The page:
First Oil PLC, 264 S.W.3d at 782; see also U-Anchor Adver., Inc. v. Burt, 553 S.W.2d 760, 763
(Tex. 1977) (quoting Hanson v. Denckla, 357 U.S. at 253, 78 S. Ct. at 1239-40 (1958)) ("The
unilateral activity of those who claim some relationship with a nonresident defendant cannot
satisfy the requirement of contact with the forum State. The application of that rule will vary with
the quality and nature of the defendant's activity, but it is essential in each case that there be
some act by which the defendant purposefully avails itself of the privilege of conducting activities
within the forum State, thus invoking the benefits and protections of its laws.").
Second, the defendant's activities must be purposeful, not random, isolated, or fortuitous.
Michiana Easy Livin' Country, 168 S.W.3d at 785; First Oil PLC, 264 S.W.3d at 782. "It is the
quality rather than the quantity of contacts that is determinative." First Oil PLC, 264 S.W.3d at
782 (emphasis in original). Third, the defendant must seek some benefit, advantage, or profit by
virtue of its activities in the proposed forum state, because this element is based on the notion
of implied consent. Michiana Easy Livin' Country, 168 S.W.3d at 785; First Oil PLC, 264 S.W.3d
Our jurisdictional analysis is further divided into general and specific jurisdiction. CSR, Ltd. v.
Link, 925 S.W.2d 591, 595 (Tex. 1996). General jurisdiction will attach when "a defendant's
contacts in a forum are continuous and systematic permitting the forum to exercise personal
jurisdiction over the defendant even if the cause of action did not arise from or relate to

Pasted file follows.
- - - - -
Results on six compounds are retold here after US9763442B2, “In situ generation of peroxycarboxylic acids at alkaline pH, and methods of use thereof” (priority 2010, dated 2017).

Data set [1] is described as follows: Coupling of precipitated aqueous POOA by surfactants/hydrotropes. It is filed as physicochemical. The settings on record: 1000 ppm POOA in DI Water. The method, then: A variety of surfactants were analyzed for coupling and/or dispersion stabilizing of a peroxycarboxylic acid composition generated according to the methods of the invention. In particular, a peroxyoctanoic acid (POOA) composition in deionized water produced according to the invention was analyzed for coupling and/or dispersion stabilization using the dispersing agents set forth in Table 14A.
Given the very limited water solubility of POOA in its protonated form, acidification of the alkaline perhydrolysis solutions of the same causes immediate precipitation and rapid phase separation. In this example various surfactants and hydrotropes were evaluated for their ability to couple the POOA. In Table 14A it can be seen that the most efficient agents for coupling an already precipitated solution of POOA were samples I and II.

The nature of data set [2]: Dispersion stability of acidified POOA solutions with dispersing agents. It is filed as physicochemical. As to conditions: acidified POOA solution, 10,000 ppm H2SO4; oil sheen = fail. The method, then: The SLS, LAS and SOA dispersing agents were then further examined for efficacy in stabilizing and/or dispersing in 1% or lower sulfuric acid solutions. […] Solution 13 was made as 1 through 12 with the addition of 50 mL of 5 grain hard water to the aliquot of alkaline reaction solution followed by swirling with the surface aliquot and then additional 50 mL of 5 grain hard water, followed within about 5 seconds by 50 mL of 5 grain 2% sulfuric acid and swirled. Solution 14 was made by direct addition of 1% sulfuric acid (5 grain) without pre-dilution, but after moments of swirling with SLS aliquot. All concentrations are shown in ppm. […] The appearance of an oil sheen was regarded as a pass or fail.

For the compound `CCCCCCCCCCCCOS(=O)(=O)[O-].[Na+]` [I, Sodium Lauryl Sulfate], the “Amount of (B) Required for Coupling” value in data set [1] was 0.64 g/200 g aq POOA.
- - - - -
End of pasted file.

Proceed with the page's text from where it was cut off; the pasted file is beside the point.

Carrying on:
activities conducted within the forum state." Id. To support general jurisdiction, the defendant's
forum activities must have been "substantial," which requires stronger evidence of contacts than
for specific personal jurisdictions. Preussag Aktiengesellschaft v. Coleman, 16 S.W.3d 110, 114
(Tex. App.--Houston [1st Dist.] 2000, pet. dism'd w.o.j.).
Specific jurisdiction arises when the defendant's alleged liability arises from or is related to an
activity conducted within the forum. BMC Software, 83 S.W.3d at 796. "For a nonresident
defendant's forum contacts to support an exercise of specific jurisdiction, there must be a
substantial connection between those contacts and the operative facts of the litigation." Moki
Mac River Expeditions v. Drugg, 221 S.W.3d 569, 585 (Tex. 2007). This requirement assesses
"the strength of the necessary connection between the defendant, the forum, and the litigation."
Id at 584.
In his sole issue, Gonzalez asserts that the trial court erred in denying his special appearance
because Gonzalez is not subject to Texas's specific personal jurisdiction and because the
exercise of personal jurisdiction over him does not comport with fair play and substantial justice.
Gonzalez contends he does not have the minimum contacts necessary to subject him to specific
personal jurisdiction in Texas because: (1) he has not purposefully availed himself of the laws